The news section of the University of Montreal website reports: Genetic research confirms that non-Africans are part Neanderthal. One way or another this is about you, so let’s dig right in with a few excerpts. The bold font was added by us:
Some of the human X chromosome originates from Neanderthals and is found exclusively in people outside Africa, according to an international team of researchers led by Damian Labuda of the Department of Pediatrics at the University of Montreal and the CHU Sainte-Justine Research Center. The research was published in the July issue of Molecular Biology and Evolution.
You’ll need a subscription to read more than the abstract, but here’s the paper: An X-Linked Haplotype of Neandertal Origin Is Present Among All Non-African Populations. Let’s read on from the news report:
“This confirms recent findings suggesting that the two populations interbred,” says Dr. Labuda. His team places the timing of such intimate contacts and/or family ties early on, probably at the crossroads of the Middle East.
Don’t pass judgment on your ancestors, dear reader. It’s much too late for that. We continue:
Dr. Labuda and his team almost a decade ago had identified a piece of DNA (called a haplotype) in the human X chromosome that seemed different and whose origins they questioned. When the Neanderthal genome was sequenced in 2010, they quickly compared 6000 chromosomes from all parts of the world to the Neanderthal haplotype. The Neanderthal sequence was present in peoples across all continents, except for sub-Saharan Africa, and including Australia.
Note that we males, with a Y chromosome, have less Neanderthal in us than do females. That’s something to ponder, ladies. Here’s more:
“There is little doubt that this haplotype is present because of mating with our ancestors and Neanderthals. This is a very nice result, and further analysis may help determine more details,” says Dr. Nick Patterson, of the Broad Institute of MIT and Harvard University, a major researcher in human ancestry who was not involved in this study.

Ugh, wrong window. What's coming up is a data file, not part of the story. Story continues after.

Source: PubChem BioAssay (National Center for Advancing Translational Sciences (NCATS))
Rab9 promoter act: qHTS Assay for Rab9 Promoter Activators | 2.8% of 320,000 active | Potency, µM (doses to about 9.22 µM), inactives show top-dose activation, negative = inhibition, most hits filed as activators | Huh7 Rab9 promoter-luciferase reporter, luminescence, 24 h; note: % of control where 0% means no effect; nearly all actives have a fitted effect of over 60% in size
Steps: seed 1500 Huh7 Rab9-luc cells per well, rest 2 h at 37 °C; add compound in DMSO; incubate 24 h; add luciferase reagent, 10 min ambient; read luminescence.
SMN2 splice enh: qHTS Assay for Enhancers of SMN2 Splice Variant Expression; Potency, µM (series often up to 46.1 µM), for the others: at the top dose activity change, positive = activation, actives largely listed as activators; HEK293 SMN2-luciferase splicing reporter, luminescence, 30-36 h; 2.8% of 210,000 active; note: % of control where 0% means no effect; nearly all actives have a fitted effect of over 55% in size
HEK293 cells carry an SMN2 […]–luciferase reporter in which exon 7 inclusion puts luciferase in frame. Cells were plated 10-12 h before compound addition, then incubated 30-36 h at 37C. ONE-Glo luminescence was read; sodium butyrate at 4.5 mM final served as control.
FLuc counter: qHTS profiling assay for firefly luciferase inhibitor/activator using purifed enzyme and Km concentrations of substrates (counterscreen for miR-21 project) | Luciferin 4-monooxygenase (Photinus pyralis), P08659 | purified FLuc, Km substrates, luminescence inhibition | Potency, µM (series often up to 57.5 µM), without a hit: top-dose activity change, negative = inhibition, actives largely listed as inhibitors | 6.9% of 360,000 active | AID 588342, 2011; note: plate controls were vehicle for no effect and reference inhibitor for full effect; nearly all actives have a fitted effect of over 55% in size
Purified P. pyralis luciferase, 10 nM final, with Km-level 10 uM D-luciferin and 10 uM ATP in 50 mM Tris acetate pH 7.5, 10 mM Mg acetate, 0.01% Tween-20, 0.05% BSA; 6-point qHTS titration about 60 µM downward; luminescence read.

He thinks it’s “very nice”? We wonder what the creationists will have to say about this. By the way, the news article doesn’t say whether all non-Africans have the Neanderthal sequence in the X chromosome, but the abstract of the published paper discusses that. It says:
Here, we provide evidence of a notable presence (9% overall) of a Neandertal-derived X chromosome segment among all contemporary human populations outside Africa.
If you are so inclined, that allows you to hope that you ain’t no kin to no Neanderthal. One more excerpt from the news article:
So, speculates Dr. Labuda, did these exchanges contribute to our success across the world? “Variability is very important for long-term survival of a species,” says Dr. Labuda. “Every addition to the genome can be enriching.” An interesting match, indeed.
We suspect that the Discoveroids won’t touch this research. All that evolutionary talk about the benefits of variability will confuse them, because they think “Darwinism” means Hitlerian racial purity.
What do we make of these findings? It’s good, interesting research, but it doesn’t mean much at the personal level. We already know that a few million years ago we had ancestors in common with chimps, so identifying some non-Sapiens ancestors from 100,000 years ago shouldn’t change how we think of ourselves.
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